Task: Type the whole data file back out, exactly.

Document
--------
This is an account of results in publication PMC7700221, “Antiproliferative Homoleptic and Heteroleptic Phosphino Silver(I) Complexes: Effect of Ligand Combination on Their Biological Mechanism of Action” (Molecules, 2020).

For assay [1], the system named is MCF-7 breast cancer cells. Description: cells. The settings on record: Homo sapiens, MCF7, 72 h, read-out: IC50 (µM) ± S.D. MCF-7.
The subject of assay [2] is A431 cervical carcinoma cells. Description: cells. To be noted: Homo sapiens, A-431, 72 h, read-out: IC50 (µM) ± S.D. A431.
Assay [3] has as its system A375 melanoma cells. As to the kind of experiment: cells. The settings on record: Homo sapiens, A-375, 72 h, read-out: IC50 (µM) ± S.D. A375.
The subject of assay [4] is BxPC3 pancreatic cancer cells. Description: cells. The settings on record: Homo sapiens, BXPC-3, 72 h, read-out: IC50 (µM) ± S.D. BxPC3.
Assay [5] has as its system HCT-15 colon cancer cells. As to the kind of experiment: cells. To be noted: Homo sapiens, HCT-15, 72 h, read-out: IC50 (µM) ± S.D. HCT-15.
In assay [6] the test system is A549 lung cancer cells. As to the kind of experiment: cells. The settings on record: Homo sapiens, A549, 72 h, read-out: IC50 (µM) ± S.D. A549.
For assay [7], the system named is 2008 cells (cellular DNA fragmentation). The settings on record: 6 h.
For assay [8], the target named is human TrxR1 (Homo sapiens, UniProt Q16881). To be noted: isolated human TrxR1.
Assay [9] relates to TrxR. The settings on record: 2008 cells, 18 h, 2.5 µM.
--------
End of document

This is an account of results in publication PMC7700221, “Antiproliferative Homoleptic and Heteroleptic Phosphino Silver(I) Complexes: Effect of Ligand Combination on Their Biological Mechanism of Action” (Molecules, 2020).

For assay [1], the system named is MCF-7 breast cancer cells. Description: cells. The settings on record: Homo sapiens, MCF7, 72 h, read-out: IC50 (µM) ± S.D. MCF-7.
The subject of assay [2] is A431 cervical carcinoma cells. Description: cells. To be noted: Homo sapiens, A-431, 72 h, read-out: IC50 (µM) ± S.D. A431.
Assay [3] has as its system A375 melanoma cells. As to the kind of experiment: cells. The settings on record: Homo sapiens, A-375, 72 h, read-out: IC50 (µM) ± S.D. A375.
The subject of assay [4] is BxPC3 pancreatic cancer cells. Description: cells. The settings on record: Homo sapiens, BXPC-3, 72 h, read-out: IC50 (µM) ± S.D. BxPC3.
Assay [5] has as its system HCT-15 colon cancer cells. As to the kind of experiment: cells. To be noted: Homo sapiens, HCT-15, 72 h, read-out: IC50 (µM) ± S.D. HCT-15.
In assay [6] the test system is A549 lung cancer cells. As to the kind of experiment: cells. The settings on record: Homo sapiens, A549, 72 h, read-out: IC50 (µM) ± S.D. A549.
For assay [7], the system named is 2008 cells (cellular DNA fragmentation). The settings on record: 6 h.
For assay [8], the target named is human TrxR1 (Homo sapiens, UniProt Q16881). To be noted: isolated human TrxR1.
Assay [9] relates to TrxR. The settings on record: 2008 cells, 18 h, 2.5 µM.